Tools make dumb bandwidth smart
Intelligent routing can monitor the network, balance speed and cost, and choose the best route
- By William Jackson
- Sep 13, 2002
ATLANTA'Network administrators need to work smarter'not just harder'at managing bandwidth, speakers said last week at the Networld+Interop and Comdex trade show.
'In the late 1990s, folks threw bandwidth at every problem,' said Madeline Chan, vice president of strategic marketing for Proficient Networks Inc. of San Francisco. Also, carrier bankruptcies and a surge of interest in continuity of operations have led organizations to acquire multiple connections to the Internet.
That means there's a lot of dumb bandwidth that does not necessarily deliver data any faster. Proficient Networks and other vendors are promoting so-called intelligent routing, either by a customer premises appliance or as a network service.
Intelligent routing chooses the best network route depending on user criteria. It monitors network performance, then balances speed and cost based on billing structures and customer traffic patterns.
If economy is paramount, it chooses routes that avoid data bursts, which incur a higher billing rate. If avoiding latency is tops, it routes traffic over the fastest path.
Representatives of Sockeye Networks Inc. of Waltham, Mass., said their routing service can improve performance over existing connections by two to 10 times, saving the cost of adding more bandwidth.
Intelligent routing sounds like quality of service, but it isn't, Chan said. Quality of service typically is guaranteed at the application layer, whereas Proficient's box, which sits on the customer's network, works at the lower link layer.
'We can't really deliver against service-level agreements,' Chan said, because available links might not be good enough. What intelligent routing does is provide 'the best quality, given what's available,' she said.
Multihoming'the use of multiple connections to public networks through multiple providers'has spurred the growth of intelligent routing.
Although the number of multihomed enterprises, by some estimates, has risen by 50 percent a year since 1996, Sockeye vice president Brendan Hannigan said his scan of the Internet turned up only 8,500 systems with multiple connections.
Chan said only about 20 percent of the top 2,000 global companies are multihomed.
Proficient Networks, Sockeye and their competitors are banking that the percentage will continue to grow.
'Ultimately, I think the carrier crisis has made this a must-have,' Chan said.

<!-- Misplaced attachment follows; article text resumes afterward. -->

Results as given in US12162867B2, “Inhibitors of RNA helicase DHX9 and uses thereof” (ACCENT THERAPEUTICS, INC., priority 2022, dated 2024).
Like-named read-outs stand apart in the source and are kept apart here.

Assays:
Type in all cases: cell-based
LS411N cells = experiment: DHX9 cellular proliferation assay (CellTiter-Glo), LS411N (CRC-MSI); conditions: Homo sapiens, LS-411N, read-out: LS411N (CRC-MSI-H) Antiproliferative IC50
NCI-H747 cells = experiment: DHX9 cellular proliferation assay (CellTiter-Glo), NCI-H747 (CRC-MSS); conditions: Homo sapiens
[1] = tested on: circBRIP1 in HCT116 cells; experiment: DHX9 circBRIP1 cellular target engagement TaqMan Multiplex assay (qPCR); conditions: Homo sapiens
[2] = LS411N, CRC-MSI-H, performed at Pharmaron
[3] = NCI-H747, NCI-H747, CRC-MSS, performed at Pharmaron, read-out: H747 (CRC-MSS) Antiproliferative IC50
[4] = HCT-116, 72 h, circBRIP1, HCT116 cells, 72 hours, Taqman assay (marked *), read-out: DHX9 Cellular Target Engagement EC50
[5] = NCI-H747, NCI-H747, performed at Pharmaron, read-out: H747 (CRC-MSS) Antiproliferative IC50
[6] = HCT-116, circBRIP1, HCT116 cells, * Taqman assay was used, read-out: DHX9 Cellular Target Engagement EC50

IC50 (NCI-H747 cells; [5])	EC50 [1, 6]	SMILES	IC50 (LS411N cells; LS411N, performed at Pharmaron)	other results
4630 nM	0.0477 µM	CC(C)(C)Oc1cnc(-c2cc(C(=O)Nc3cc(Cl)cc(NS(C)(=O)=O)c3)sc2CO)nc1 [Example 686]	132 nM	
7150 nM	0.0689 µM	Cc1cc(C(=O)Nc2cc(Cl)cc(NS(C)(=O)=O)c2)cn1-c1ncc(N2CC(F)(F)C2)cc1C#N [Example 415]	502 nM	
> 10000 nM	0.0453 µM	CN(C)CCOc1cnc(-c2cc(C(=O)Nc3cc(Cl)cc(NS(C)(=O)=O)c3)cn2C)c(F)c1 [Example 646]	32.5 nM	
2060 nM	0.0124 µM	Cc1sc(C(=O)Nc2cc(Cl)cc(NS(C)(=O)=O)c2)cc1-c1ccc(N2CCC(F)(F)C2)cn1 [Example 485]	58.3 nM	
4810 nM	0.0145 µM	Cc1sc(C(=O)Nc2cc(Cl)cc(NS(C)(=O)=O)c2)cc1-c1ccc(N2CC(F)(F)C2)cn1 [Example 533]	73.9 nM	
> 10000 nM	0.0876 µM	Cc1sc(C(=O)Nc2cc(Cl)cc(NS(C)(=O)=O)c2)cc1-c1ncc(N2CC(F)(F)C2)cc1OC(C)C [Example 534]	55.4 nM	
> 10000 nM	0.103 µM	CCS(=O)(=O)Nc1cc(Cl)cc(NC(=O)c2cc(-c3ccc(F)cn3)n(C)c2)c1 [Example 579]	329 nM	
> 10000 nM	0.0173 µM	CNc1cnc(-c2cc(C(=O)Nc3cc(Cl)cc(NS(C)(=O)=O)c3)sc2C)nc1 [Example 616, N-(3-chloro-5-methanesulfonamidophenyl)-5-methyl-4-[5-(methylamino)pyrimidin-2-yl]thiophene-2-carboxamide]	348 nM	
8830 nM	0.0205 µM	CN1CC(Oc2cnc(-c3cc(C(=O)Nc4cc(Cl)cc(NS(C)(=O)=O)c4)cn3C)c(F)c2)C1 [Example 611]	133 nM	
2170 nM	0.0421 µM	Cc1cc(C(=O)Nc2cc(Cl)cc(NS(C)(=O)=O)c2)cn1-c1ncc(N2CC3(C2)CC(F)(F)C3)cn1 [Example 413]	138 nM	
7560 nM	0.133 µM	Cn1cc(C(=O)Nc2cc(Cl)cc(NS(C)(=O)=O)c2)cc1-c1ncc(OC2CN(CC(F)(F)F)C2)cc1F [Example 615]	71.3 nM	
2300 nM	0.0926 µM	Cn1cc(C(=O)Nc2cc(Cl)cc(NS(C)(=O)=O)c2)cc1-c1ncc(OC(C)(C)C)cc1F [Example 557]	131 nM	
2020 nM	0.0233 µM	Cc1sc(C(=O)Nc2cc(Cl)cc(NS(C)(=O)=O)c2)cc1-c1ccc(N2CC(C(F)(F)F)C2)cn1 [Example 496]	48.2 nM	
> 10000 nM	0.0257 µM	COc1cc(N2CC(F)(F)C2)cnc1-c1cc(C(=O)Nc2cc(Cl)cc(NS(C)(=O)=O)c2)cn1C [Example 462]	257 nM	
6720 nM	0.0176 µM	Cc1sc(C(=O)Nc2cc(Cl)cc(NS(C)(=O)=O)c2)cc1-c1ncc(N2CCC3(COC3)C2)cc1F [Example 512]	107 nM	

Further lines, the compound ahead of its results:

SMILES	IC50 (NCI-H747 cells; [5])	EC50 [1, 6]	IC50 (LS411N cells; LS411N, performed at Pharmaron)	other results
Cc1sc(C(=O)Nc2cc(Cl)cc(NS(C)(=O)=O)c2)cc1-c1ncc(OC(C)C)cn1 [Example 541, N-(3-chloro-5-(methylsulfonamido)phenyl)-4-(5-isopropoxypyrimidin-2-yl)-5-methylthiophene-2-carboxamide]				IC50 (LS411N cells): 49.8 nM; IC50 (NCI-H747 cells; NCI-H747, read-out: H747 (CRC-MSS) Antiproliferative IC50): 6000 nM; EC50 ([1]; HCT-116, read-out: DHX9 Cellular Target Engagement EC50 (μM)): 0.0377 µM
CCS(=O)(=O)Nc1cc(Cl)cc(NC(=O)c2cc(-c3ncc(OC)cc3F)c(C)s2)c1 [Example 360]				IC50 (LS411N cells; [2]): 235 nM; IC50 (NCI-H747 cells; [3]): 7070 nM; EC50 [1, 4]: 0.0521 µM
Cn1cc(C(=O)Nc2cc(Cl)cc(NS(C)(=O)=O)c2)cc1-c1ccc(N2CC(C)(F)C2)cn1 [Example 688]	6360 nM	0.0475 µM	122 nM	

Circuits have not been disappearing as carriers declare bankruptcy, but customer service suffers, they said.
Although government is an attractive market for intelligent routing vendors, it is not setting the pace in adoption.Go with shortcuts
Governments 'are highly interested,' Chan said. 'But I think they are a little leery of the cutting edge.'
Multihoming requires use of the Border Gateway Protocol to set up connections between networks. BGP detects shortest paths to set up routing tables, even if shortest is not always best.
'BGP is absolutely necessary, but it doesn't solve all the problems,' Hannigan said. 'It cannot react to actual traffic conditions.' Nor does it avoid congested routes or understand billing structures that might make a longer route preferable.
The Proficient Network Policy Engine appliance talks with the router on a customer's network. The 0510A model has a 10/100-Mbps Ethernet port and can support up to six peering sessions. It starts at $35,000.
The larger 1010A model starts at $50,000 with more licensing costs depending on network needs. It has a Gigabit Ethernet port and supports up to 30 peering sessions.
The Policy Engine can help configure BGP and set static policy requirements for handling some types of traffic. It can also route traffic based on jitter, packet loss or latency, and it can balance loads between connections based on either cost or percentage of traffic. It periodically tests and re-engineers network connections.
Sockeye's GlobalRoute service uses a server-based agent on the customer network to monitor local conditions. It also gathers data from 13,000 servers on more than 1,000 networks around the world through Akamai Technologies Inc. of Cambridge, Mass.
From that global view of backbone conditions, it makes routing decisions according to customer-defined policy. The service is priced on a monthly basis.
William Jackson is a Maryland-based freelance writer.